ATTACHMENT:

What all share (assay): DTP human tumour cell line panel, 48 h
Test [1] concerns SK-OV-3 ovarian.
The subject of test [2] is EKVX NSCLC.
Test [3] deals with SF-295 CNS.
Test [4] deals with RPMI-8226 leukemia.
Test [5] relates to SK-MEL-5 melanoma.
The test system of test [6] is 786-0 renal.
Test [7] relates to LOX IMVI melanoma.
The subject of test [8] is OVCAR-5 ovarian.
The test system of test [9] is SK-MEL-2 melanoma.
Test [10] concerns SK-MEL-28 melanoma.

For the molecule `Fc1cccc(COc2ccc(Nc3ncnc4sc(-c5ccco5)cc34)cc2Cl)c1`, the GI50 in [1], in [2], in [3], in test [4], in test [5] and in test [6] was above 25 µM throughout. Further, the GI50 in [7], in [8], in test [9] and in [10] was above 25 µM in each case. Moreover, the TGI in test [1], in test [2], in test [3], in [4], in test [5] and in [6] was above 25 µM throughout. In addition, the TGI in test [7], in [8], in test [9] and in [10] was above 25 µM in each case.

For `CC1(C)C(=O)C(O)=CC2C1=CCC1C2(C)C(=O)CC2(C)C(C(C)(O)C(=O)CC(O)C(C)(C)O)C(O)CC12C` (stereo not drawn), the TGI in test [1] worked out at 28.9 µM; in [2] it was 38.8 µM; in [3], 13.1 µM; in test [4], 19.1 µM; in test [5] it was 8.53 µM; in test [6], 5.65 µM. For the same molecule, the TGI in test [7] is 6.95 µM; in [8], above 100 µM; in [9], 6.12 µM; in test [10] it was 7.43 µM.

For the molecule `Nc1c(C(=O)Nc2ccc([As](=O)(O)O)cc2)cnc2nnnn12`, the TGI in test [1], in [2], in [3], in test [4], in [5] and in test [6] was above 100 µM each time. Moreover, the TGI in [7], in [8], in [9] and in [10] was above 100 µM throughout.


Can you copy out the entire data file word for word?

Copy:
What all share (assay): DTP human tumour cell line panel, 48 h
Test [1] concerns SK-OV-3 ovarian.
The subject of test [2] is EKVX NSCLC.
Test [3] deals with SF-295 CNS.
Test [4] deals with RPMI-8226 leukemia.
Test [5] relates to SK-MEL-5 melanoma.
The test system of test [6] is 786-0 renal.
Test [7] relates to LOX IMVI melanoma.
The subject of test [8] is OVCAR-5 ovarian.
The test system of test [9] is SK-MEL-2 melanoma.
Test [10] concerns SK-MEL-28 melanoma.

For the molecule `Fc1cccc(COc2ccc(Nc3ncnc4sc(-c5ccco5)cc34)cc2Cl)c1`, the GI50 in [1], in [2], in [3], in test [4], in test [5] and in test [6] was above 25 µM throughout. Further, the GI50 in [7], in [8], in test [9] and in [10] was above 25 µM in each case. Moreover, the TGI in test [1], in test [2], in test [3], in [4], in test [5] and in [6] was above 25 µM throughout. In addition, the TGI in test [7], in [8], in test [9] and in [10] was above 25 µM in each case.

For `CC1(C)C(=O)C(O)=CC2C1=CCC1C2(C)C(=O)CC2(C)C(C(C)(O)C(=O)CC(O)C(C)(C)O)C(O)CC12C` (stereo not drawn), the TGI in test [1] worked out at 28.9 µM; in [2] it was 38.8 µM; in [3], 13.1 µM; in test [4], 19.1 µM; in test [5] it was 8.53 µM; in test [6], 5.65 µM. For the same molecule, the TGI in test [7] is 6.95 µM; in [8], above 100 µM; in [9], 6.12 µM; in test [10] it was 7.43 µM.

For the molecule `Nc1c(C(=O)Nc2ccc([As](=O)(O)O)cc2)cnc2nnnn12`, the TGI in test [1], in [2], in [3], in test [4], in [5] and in test [6] was above 100 µM each time. Moreover, the TGI in [7], in [8], in [9] and in [10] was above 100 µM throughout.